As to consequence, Baker cites examples of recent hacks on HBGary, RSA, Verisign, and DigiNotar, as well as weakness in industrial control systems. This says nothing about growth rates, much less how the number of hacks in the last year forms the basis for more in the next. If some hacks allow other hacks to be implemented, that, again, would be a multiplier, not an exponent. (Generally, these most worrisome hacks can’t be executed by script kiddes, so they are not soaring in numerosity. You know what happens to consequential hacks that do soar in numerosity? They’re foreclosed by patches.)

Vulnerability and threat analyses are inputs into determinations about the likelihood of bad things happening. The next step is to multiply that likelihood against consequence. The product is a sense of how important a given risk is. That’s risk assessment.

But Baker isn’t terribly interested in acute risk management. During his years as Assistant Secretary for Policy at the Department of Homeland Security, the agency didn’t do the risk management work that would validate or invalidate the strip-search machine/intrusive pat-down policy (and it still hasn’t, despite a court order). The bill he’s testifying in support of wouldn’t manage cybersecurity risks terribly well, either, for reasons I’ll articulate in a forthcoming post.

Do your representatives in Congress get the math involved here? Do they know the difference between exponential growth and linear growth? Do they “get” risk management? Chances are they don’t. They may even parrot the “statistic” that Baker is putting forth. How well equipped do you suppose a body like that is for telling you how to do your cybersecurity?

Hating the Rich, and Other Curiosities

Readers of Cato-at-Liberty should also check out our latest blog, Free Thoughts on Lots of interesting stuff there.  Like Aaron Powell on “Why We Get Mad at (some kinds of) Rich People.” And Jonathan Blanks on “Black History and Liberty.” And Jason Kuznicki on NPR and Ayn Rand. And Aaron’s profound disappointment with Sam Harris’s latest book.

Not to mention, of course, an ever-increasing amount of other great material on, including

  • George Smith’s essays on libertarian ideas
  • “Exploring Liberty,” a series of original videos introducing libertarianism
  • the complete text of the classic journal Literature of Liberty
  • vintage, never-before-seen videos from people like Hayek, Friedman, Rothbard, and most recently David Kelley from 1991 on the faultlines in the Objectivist movement
  • essays on major libertarian figures from Lord Acton to Mary Wollstonecraft
  • and more!

Chávez’s Electoral Fraud Cushion

The onslaught against Henrique Capriles Radonsky by Venezuelan state-run media has begun after his decisive victory in Sunday’s presidential primary. Capriles is now the nominee of the opposition coalition and he will face Hugo Chávez in October’s presidential election. As the Wall Street Journal reports, the vicious attacks against Capriles include, among other things, insinuations that he was a homosexual and that he is a Zionist agent.

This election will not be a fair one. Not only does Chávez control most of the Venezuelan media, but his government is also dramatically increasing spending on popular social programs. About 8.5 million Venezuelans already receive some kind of permanent income or assistance from the government (4 million of them are public employees). The Chávez regime threatens and intimidates those who receive government handouts and dare to support the opposition. Moreover, since voting is electronic in Venezuela, many people fear—perhaps with good reason—that their votes aren’t secret. The government tacitly encourages these perceptions.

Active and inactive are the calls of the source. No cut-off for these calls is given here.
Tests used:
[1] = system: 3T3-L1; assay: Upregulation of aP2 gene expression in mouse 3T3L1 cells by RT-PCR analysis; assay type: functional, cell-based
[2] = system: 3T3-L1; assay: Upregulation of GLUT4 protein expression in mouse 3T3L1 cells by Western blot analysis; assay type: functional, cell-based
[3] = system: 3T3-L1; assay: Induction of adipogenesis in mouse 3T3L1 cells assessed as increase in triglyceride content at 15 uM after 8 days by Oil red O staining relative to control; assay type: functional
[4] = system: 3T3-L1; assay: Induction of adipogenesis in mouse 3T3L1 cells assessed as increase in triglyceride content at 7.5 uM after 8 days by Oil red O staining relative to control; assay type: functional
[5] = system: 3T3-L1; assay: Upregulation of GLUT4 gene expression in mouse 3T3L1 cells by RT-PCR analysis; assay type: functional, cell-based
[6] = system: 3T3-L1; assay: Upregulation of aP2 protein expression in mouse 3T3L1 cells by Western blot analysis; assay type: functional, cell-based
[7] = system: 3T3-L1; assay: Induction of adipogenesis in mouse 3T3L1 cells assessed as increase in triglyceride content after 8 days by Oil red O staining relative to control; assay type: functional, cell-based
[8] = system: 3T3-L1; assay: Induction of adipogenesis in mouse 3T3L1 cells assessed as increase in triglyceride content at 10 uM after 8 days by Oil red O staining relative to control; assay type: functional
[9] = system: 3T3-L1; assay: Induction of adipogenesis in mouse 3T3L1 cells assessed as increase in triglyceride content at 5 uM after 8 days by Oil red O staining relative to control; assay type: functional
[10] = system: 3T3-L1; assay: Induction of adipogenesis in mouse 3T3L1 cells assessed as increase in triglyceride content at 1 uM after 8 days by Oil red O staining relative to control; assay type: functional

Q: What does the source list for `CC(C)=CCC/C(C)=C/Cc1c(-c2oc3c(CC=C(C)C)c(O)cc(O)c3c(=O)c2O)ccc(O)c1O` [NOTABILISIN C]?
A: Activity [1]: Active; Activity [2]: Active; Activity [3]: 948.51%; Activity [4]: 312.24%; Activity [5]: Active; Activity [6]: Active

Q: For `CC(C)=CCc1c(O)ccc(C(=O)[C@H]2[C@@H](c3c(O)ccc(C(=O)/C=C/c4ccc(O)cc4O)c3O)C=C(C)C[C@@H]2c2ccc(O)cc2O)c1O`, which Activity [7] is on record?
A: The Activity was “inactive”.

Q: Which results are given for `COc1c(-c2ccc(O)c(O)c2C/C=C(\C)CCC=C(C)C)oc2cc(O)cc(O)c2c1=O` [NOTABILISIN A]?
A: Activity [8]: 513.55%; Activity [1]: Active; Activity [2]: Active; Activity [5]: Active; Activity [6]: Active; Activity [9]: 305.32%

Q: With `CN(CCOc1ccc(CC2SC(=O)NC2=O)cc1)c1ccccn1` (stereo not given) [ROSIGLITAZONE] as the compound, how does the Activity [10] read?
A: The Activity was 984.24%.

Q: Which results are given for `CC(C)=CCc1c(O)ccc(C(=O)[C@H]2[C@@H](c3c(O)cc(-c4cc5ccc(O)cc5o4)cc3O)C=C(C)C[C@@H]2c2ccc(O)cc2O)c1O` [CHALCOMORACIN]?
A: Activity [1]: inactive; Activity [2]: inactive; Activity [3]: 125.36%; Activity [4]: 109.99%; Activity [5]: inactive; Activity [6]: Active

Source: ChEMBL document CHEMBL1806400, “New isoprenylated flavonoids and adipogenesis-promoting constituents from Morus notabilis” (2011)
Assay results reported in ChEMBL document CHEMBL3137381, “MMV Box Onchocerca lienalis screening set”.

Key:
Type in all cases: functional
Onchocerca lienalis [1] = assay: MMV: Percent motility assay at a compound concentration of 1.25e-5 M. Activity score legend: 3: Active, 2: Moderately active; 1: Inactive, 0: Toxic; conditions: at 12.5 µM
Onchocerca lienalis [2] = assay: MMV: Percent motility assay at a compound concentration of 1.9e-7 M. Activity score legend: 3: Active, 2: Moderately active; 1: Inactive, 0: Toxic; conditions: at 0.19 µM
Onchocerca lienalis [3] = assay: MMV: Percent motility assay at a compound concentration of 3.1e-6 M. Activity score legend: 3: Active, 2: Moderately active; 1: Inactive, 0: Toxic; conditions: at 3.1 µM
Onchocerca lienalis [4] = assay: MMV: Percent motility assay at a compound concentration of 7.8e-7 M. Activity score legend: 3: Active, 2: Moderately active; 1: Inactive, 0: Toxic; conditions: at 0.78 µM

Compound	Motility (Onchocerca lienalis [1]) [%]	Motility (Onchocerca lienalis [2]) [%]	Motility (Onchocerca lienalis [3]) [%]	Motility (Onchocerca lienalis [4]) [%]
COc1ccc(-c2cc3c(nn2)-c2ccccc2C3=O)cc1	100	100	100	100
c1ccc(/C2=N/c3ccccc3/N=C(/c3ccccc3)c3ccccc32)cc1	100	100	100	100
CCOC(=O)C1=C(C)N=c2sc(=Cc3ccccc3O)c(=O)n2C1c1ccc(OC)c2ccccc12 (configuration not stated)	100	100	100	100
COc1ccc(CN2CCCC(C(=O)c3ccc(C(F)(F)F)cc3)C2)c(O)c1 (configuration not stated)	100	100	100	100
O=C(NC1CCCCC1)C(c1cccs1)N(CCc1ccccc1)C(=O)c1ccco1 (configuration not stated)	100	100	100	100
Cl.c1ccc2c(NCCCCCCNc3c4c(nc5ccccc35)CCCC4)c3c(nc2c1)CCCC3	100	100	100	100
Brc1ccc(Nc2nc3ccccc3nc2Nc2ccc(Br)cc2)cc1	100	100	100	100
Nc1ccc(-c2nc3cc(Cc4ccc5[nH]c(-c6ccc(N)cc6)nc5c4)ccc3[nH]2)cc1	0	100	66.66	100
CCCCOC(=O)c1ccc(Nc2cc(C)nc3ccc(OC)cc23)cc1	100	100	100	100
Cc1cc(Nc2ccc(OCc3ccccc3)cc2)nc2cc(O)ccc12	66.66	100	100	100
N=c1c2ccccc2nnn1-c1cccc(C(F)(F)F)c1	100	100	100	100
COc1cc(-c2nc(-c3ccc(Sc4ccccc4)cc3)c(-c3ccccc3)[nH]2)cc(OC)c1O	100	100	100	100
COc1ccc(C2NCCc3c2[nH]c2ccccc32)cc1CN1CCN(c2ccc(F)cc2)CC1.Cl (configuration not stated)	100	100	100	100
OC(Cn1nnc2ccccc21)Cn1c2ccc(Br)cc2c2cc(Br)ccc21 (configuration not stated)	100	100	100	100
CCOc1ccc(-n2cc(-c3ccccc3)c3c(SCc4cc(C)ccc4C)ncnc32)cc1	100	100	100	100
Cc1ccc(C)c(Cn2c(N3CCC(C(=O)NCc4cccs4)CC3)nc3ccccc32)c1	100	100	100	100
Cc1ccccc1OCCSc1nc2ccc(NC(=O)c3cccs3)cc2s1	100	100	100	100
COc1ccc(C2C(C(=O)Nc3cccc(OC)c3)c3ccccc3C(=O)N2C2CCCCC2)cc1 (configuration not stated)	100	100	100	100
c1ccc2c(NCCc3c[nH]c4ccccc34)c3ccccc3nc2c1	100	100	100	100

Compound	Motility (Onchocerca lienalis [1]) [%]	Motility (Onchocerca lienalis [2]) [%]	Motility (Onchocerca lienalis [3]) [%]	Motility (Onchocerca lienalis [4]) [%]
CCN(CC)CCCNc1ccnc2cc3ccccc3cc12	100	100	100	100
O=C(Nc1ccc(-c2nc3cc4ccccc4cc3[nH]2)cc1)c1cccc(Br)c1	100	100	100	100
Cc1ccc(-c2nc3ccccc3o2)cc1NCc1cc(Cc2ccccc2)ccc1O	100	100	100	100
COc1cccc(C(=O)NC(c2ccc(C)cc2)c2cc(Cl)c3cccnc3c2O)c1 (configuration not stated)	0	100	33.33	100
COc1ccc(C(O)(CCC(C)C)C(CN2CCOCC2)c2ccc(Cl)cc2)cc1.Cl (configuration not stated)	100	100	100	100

But that’s not the end of the story. Chávez also controls Venezuela’s National Electoral Council. Due to the inability of the opposition to monitor every voting station in the country, the stated results of the vote may not be accurate. The Electoral Council usually takes longer than is necessary to tabulate voting results from electronic systems, which has raised concerns of fraudulent activity.

A main concern is the electoral registry, as documented by Gustavo Coronel in a Cato study back in 2006. Coronel wrote that an independent analysis of the electoral registry found many irregularities:

such as the existence of 39,000 voters over one hundred years old. This is a number equal to that of the same age group in the United States, where the population is 10 times greater. Of these 39,000 people, 17,000 were born in the 19th century, and one is 175 years old and still working! Nineteen thousand voters were born the same day and year in the state of Zulia. There are thousands of people sharing the same address.

So on top of the support of his followers (some enthusiastic, others intimidated), which fluctuates around 45 percent of the population, Chávez can also rely on a margin of error due to electoral fraud if he doesn’t get enough votes for his reelection. I’ve talked to some Venezuelans who say this margin can be as high as eight percentage points. That is, if the election is decided by less than that (very likely the case), Chávez can doctor the results in his favor.

The opposition promises to have people in every single voting station in the country watching the vote. The National Electoral Council will probably bar international observers from monitoring the election. This sets up the potential for conflicting results from the opposition and the National Electoral council. What would happen next is anyone’s guess.